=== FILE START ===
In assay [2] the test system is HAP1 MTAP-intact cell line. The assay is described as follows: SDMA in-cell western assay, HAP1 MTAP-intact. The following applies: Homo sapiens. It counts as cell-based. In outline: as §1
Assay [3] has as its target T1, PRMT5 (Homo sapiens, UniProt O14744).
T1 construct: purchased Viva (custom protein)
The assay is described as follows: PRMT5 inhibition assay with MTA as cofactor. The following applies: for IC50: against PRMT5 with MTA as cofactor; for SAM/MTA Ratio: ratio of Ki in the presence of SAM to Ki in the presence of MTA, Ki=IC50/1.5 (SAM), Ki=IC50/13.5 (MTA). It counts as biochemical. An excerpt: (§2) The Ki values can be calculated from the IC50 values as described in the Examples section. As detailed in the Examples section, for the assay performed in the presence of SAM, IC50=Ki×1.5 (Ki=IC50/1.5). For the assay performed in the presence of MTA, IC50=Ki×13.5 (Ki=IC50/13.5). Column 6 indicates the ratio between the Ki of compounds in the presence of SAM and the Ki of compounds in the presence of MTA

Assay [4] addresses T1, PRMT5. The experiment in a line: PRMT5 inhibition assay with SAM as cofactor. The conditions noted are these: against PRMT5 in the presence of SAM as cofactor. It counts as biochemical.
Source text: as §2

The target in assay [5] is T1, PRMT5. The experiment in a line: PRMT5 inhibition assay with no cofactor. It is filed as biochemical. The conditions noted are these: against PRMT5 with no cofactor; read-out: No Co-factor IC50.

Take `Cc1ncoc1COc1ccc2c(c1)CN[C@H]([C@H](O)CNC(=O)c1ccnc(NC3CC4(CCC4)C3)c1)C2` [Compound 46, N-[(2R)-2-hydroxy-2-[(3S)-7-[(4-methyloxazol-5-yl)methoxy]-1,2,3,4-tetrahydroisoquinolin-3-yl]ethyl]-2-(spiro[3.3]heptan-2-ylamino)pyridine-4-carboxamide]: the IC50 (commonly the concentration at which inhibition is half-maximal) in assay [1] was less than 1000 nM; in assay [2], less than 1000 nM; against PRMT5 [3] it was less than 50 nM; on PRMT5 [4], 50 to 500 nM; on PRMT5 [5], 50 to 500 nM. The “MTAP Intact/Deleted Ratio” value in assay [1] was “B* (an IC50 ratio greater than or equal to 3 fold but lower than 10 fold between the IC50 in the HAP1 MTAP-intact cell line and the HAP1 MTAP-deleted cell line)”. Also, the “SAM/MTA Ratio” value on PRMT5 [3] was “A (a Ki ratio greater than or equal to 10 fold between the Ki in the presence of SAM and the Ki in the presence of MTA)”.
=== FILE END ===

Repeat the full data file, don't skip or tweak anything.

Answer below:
In assay [2] the test system is HAP1 MTAP-intact cell line. The assay is described as follows: SDMA in-cell western assay, HAP1 MTAP-intact. The following applies: Homo sapiens. It counts as cell-based. In outline: as §1
Assay [3] has as its target T1, PRMT5 (Homo sapiens, UniProt O14744).
T1 construct: purchased Viva (custom protein)
The assay is described as follows: PRMT5 inhibition assay with MTA as cofactor. The following applies: for IC50: against PRMT5 with MTA as cofactor; for SAM/MTA Ratio: ratio of Ki in the presence of SAM to Ki in the presence of MTA, Ki=IC50/1.5 (SAM), Ki=IC50/13.5 (MTA). It counts as biochemical. An excerpt: (§2) The Ki values can be calculated from the IC50 values as described in the Examples section. As detailed in the Examples section, for the assay performed in the presence of SAM, IC50=Ki×1.5 (Ki=IC50/1.5). For the assay performed in the presence of MTA, IC50=Ki×13.5 (Ki=IC50/13.5). Column 6 indicates the ratio between the Ki of compounds in the presence of SAM and the Ki of compounds in the presence of MTA

Assay [4] addresses T1, PRMT5. The experiment in a line: PRMT5 inhibition assay with SAM as cofactor. The conditions noted are these: against PRMT5 in the presence of SAM as cofactor. It counts as biochemical.
Source text: as §2

The target in assay [5] is T1, PRMT5. The experiment in a line: PRMT5 inhibition assay with no cofactor. It is filed as biochemical. The conditions noted are these: against PRMT5 with no cofactor; read-out: No Co-factor IC50.

Take `Cc1ncoc1COc1ccc2c(c1)CN[C@H]([C@H](O)CNC(=O)c1ccnc(NC3CC4(CCC4)C3)c1)C2` [Compound 46, N-[(2R)-2-hydroxy-2-[(3S)-7-[(4-methyloxazol-5-yl)methoxy]-1,2,3,4-tetrahydroisoquinolin-3-yl]ethyl]-2-(spiro[3.3]heptan-2-ylamino)pyridine-4-carboxamide]: the IC50 (commonly the concentration at which inhibition is half-maximal) in assay [1] was less than 1000 nM; in assay [2], less than 1000 nM; against PRMT5 [3] it was less than 50 nM; on PRMT5 [4], 50 to 500 nM; on PRMT5 [5], 50 to 500 nM. The “MTAP Intact/Deleted Ratio” value in assay [1] was “B* (an IC50 ratio greater than or equal to 3 fold but lower than 10 fold between the IC50 in the HAP1 MTAP-intact cell line and the HAP1 MTAP-deleted cell line)”. Also, the “SAM/MTA Ratio” value on PRMT5 [3] was “A (a Ki ratio greater than or equal to 10 fold between the Ki in the presence of SAM and the Ki in the presence of MTA)”.